While the teenage years are emotionally difficult for many, some adolescents find themselves stuck in a lingering state of sadness or despair that is more than a mere case of the teenage blues. There are many possible causes of depression in adolescence. In some cases, depression can be caused by conflict or change in a teen’s home environment, while in other cases, it may result from academic or social pressures. Sometimes, depression in adolescence is related to a psychological or physical condition, such as bipolar disorder or a disability. Those who suspect an adolescent may be suffering from depression should take steps to help him manage his condition.
Some cases of depression in adolescence are caused by stressors within a teen’s home environment. The death of a relative or family friend may trigger feelings of depression, for instance. A teen may also become depressed due to ongoing conflict between his parents or to the separation of his parents. Further, a home environment in which a teen does not feel safe, supported, or valued may also lead to depression.
Depression in adolescence may also be linked to social or academic pressures. For instance, a teen may become depressed because he feels that he does not fit in with his peers, because he has broken up with a significant other, or because he is confused or anxious about his sexual orientation. A teen who feels that he is expected to get good grades or to excel at a sport or other extracurricular activity may also experience depression.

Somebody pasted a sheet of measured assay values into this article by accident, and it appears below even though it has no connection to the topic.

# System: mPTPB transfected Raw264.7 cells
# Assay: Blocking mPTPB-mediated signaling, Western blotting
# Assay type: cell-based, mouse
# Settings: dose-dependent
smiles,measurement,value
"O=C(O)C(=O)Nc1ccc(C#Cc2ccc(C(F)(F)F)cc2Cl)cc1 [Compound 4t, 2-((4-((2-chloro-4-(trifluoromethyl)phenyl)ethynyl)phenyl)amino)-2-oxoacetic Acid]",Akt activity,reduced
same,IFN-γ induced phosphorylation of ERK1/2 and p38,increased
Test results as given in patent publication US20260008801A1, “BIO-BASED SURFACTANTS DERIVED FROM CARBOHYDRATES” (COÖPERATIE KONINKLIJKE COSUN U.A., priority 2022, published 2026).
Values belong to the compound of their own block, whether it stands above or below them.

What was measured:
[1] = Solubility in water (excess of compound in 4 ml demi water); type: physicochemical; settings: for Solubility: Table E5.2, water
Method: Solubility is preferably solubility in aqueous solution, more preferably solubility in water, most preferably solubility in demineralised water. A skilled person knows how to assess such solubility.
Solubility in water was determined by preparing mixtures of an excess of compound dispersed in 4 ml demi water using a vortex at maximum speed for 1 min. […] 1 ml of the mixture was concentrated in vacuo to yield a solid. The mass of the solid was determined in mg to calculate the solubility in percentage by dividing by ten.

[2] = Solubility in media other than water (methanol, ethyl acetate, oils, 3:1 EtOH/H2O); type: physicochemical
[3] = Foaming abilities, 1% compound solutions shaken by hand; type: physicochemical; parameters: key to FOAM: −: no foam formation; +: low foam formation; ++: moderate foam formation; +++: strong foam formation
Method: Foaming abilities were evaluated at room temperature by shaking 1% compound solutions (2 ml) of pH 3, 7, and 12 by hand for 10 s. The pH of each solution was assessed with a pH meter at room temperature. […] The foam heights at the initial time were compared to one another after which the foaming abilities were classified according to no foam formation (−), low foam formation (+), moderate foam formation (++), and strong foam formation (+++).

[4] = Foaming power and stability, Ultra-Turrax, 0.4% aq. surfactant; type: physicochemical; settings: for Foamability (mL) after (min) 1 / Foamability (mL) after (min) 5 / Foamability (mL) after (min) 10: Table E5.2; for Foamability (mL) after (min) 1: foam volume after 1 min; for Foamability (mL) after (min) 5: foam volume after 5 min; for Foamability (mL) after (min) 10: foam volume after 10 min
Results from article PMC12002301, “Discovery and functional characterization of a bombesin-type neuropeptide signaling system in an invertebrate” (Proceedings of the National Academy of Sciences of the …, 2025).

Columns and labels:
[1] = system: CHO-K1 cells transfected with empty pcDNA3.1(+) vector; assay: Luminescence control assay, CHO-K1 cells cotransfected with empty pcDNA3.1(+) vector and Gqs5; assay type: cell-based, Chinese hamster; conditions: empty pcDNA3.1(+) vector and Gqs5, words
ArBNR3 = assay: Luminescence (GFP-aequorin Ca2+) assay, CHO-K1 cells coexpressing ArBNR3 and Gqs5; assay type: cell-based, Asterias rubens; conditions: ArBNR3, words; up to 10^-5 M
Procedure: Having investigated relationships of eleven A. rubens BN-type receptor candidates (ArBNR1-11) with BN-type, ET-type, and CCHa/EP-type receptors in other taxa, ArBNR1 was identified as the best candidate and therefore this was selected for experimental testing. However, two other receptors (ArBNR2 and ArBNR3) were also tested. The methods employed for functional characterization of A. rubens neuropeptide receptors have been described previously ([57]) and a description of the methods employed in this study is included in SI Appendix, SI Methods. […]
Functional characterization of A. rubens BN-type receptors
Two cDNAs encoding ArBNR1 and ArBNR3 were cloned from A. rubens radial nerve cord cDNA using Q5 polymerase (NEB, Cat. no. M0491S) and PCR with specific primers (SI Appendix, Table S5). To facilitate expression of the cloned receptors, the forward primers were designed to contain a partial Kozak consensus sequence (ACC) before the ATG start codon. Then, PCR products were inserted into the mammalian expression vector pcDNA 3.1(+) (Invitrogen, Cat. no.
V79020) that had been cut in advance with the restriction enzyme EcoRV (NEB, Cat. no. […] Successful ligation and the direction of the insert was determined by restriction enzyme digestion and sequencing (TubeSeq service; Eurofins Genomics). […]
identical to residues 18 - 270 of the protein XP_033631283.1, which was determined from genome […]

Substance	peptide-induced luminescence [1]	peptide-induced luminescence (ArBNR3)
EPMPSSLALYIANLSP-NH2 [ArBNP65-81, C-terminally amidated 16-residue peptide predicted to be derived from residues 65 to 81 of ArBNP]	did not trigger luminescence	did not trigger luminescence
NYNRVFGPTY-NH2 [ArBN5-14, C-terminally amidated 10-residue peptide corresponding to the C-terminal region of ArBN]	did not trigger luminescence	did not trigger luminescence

In some cases, adolescent depression may result from an underlying mental or physical condition. For example, an individual who suffers from an anxiety disorder or a hormonal imbalance may enter a period of depression during his teen years. The existence of a physical disability, such as cerebral palsy, may also bring on depression in a teen, possibly because he begins to feel increasingly different from his peers during this time.
No matter the cause of an adolescent’s depression, if left untreated, his condition may put him at risk for self-destructive behaviors or even suicide. Consequently, those who believe that a teen in their life may be suffering from depression should make an effort to help him manage his condition. Parents, family members, and close friends might try speaking directly to the teen about his feelings and possibly arranging counseling. Those who feel they are not close enough to the teen to intervene directly may want to consider voicing their concerns to one of his parents or teachers.